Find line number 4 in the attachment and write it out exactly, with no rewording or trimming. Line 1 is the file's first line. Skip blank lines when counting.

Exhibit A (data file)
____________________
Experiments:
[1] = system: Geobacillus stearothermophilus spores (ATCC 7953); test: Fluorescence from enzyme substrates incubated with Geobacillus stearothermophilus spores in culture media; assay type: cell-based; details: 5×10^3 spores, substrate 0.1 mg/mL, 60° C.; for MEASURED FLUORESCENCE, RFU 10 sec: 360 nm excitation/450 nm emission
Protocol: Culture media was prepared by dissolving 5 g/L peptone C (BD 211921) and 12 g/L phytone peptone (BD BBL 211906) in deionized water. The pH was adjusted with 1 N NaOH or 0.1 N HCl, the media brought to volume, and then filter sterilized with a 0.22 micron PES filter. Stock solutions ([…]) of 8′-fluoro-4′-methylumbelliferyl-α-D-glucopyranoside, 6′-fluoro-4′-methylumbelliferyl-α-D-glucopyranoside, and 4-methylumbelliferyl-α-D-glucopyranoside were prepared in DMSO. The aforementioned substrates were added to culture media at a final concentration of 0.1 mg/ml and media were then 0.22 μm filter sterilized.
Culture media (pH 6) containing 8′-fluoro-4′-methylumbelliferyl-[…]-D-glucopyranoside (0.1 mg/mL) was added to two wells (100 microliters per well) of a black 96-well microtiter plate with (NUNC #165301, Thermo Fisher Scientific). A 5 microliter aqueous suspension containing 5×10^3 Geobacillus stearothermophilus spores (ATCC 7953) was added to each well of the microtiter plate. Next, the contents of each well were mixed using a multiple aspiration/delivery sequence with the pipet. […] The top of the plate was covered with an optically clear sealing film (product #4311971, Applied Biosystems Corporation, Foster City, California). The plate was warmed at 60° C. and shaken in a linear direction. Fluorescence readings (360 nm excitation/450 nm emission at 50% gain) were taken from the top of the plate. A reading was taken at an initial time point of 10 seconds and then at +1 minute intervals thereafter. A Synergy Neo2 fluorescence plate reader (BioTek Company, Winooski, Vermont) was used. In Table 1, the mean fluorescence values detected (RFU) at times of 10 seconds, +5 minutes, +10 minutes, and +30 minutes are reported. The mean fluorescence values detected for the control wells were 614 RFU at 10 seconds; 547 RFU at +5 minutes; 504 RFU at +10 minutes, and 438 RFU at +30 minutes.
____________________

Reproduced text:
Culture media (pH 6) containing 8′-fluoro-4′-methylumbelliferyl-[…]-D-glucopyranoside (0.1 mg/mL) was added to two wells (100 microliters per well) of a black 96-well microtiter plate with (NUNC #165301, Thermo Fisher Scientific). A 5 microliter aqueous suspension containing 5×10^3 Geobacillus stearothermophilus spores (ATCC 7953) was added to each well of the microtiter plate. Next, the contents of each well were mixed using a multiple aspiration/delivery sequence with the pipet. […] The top of the plate was covered with an optically clear sealing film (product #4311971, Applied Biosystems Corporation, Foster City, California). The plate was warmed at 60° C. and shaken in a linear direction. Fluorescence readings (360 nm excitation/450 nm emission at 50% gain) were taken from the top of the plate. A reading was taken at an initial time point of 10 seconds and then at +1 minute intervals thereafter. A Synergy Neo2 fluorescence plate reader (BioTek Company, Winooski, Vermont) was used. In Table 1, the mean fluorescence values detected (RFU) at times of 10 seconds, +5 minutes, +10 minutes, and +30 minutes are reported. The mean fluorescence values detected for the control wells were 614 RFU at 10 seconds; 547 RFU at +5 minutes; 504 RFU at +10 minutes, and 438 RFU at +30 minutes.